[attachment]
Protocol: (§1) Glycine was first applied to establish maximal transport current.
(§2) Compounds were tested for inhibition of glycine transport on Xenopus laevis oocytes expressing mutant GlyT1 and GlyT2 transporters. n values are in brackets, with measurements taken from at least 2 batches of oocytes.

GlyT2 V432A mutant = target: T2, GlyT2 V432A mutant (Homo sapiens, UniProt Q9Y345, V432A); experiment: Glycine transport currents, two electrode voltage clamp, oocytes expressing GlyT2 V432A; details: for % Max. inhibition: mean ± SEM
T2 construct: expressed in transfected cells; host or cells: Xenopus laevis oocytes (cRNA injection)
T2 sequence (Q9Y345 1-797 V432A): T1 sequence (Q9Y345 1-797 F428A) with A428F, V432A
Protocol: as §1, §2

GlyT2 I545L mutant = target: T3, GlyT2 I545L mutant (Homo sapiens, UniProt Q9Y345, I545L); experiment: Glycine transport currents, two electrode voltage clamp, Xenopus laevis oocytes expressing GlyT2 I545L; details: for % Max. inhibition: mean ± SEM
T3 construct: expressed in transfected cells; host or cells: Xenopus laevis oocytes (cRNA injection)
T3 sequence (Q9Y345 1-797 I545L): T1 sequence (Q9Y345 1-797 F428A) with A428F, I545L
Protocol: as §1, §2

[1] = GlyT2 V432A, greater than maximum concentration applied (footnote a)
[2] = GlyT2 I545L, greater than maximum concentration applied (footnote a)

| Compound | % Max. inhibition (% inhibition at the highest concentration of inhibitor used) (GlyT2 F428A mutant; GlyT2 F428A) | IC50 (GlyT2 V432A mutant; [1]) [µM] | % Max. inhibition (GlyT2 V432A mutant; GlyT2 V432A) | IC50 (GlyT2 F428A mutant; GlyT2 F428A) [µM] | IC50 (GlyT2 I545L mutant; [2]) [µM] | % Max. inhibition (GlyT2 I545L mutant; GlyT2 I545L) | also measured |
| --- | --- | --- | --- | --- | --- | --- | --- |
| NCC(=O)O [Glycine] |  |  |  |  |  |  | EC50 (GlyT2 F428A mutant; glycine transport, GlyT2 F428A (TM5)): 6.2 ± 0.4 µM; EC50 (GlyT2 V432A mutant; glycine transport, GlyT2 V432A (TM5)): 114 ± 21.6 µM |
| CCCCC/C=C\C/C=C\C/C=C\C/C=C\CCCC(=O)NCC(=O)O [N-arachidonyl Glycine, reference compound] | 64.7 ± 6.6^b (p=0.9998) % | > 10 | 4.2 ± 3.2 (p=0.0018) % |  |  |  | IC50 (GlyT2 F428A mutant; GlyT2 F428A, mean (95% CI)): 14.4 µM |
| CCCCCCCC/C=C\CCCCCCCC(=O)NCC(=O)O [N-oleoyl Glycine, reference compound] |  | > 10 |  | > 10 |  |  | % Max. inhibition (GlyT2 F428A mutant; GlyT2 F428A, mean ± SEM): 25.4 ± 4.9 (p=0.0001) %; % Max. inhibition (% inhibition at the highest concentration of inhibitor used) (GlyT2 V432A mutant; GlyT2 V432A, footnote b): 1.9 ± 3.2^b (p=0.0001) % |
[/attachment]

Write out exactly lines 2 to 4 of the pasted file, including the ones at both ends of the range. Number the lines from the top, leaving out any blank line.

(§2) Compounds were tested for inhibition of glycine transport on Xenopus laevis oocytes expressing mutant GlyT1 and GlyT2 transporters. n values are in brackets, with measurements taken from at least 2 batches of oocytes.

GlyT2 V432A mutant = target: T2, GlyT2 V432A mutant (Homo sapiens, UniProt Q9Y345, V432A); experiment: Glycine transport currents, two electrode voltage clamp, oocytes expressing GlyT2 V432A; details: for % Max. inhibition: mean ± SEM
T2 construct: expressed in transfected cells; host or cells: Xenopus laevis oocytes (cRNA injection)